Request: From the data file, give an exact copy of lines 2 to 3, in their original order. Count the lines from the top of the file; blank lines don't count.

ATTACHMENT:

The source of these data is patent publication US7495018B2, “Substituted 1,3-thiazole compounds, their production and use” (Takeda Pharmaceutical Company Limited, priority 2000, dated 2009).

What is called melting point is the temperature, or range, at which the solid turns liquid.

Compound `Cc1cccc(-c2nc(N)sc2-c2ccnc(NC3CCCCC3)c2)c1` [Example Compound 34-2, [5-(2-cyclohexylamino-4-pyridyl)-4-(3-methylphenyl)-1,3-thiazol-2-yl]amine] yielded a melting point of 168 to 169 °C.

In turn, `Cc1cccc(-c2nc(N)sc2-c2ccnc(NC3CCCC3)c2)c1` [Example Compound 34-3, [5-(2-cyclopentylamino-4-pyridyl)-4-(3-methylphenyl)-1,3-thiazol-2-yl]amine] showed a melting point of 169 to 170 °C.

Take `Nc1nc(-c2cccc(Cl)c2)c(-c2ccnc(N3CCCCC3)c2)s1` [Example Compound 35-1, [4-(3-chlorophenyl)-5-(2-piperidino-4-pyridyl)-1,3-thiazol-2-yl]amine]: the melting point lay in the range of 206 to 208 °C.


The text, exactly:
What is called melting point is the temperature, or range, at which the solid turns liquid.

Compound `Cc1cccc(-c2nc(N)sc2-c2ccnc(NC3CCCCC3)c2)c1` [Example Compound 34-2, [5-(2-cyclohexylamino-4-pyridyl)-4-(3-methylphenyl)-1,3-thiazol-2-yl]amine] yielded a melting point of 168 to 169 °C.